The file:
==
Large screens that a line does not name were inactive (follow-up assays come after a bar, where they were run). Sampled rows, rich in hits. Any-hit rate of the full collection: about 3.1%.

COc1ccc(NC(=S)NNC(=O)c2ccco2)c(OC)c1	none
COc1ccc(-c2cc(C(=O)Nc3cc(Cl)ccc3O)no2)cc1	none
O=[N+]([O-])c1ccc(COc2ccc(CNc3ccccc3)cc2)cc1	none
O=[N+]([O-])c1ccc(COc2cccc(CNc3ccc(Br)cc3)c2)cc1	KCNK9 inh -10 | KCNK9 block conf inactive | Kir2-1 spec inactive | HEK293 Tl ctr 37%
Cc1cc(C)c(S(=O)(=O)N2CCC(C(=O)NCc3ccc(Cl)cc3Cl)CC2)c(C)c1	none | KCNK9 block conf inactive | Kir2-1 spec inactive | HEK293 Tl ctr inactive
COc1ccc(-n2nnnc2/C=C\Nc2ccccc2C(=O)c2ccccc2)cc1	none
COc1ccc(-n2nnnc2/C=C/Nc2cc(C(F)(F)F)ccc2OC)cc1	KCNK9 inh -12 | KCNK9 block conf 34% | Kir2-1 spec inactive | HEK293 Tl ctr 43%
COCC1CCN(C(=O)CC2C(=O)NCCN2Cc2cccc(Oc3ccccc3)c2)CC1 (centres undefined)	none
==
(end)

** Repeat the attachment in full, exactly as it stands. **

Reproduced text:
Large screens that a line does not name were inactive (follow-up assays come after a bar, where they were run). Sampled rows, rich in hits. Any-hit rate of the full collection: about 3.1%.

COc1ccc(NC(=S)NNC(=O)c2ccco2)c(OC)c1	none
COc1ccc(-c2cc(C(=O)Nc3cc(Cl)ccc3O)no2)cc1	none
O=[N+]([O-])c1ccc(COc2ccc(CNc3ccccc3)cc2)cc1	none
O=[N+]([O-])c1ccc(COc2cccc(CNc3ccc(Br)cc3)c2)cc1	KCNK9 inh -10 | KCNK9 block conf inactive | Kir2-1 spec inactive | HEK293 Tl ctr 37%
Cc1cc(C)c(S(=O)(=O)N2CCC(C(=O)NCc3ccc(Cl)cc3Cl)CC2)c(C)c1	none | KCNK9 block conf inactive | Kir2-1 spec inactive | HEK293 Tl ctr inactive
COc1ccc(-n2nnnc2/C=C\Nc2ccccc2C(=O)c2ccccc2)cc1	none
COc1ccc(-n2nnnc2/C=C/Nc2cc(C(F)(F)F)ccc2OC)cc1	KCNK9 inh -12 | KCNK9 block conf 34% | Kir2-1 spec inactive | HEK293 Tl ctr 43%
COCC1CCN(C(=O)CC2C(=O)NCCN2Cc2cccc(Oc3ccccc3)c2)CC1 (centres undefined)	none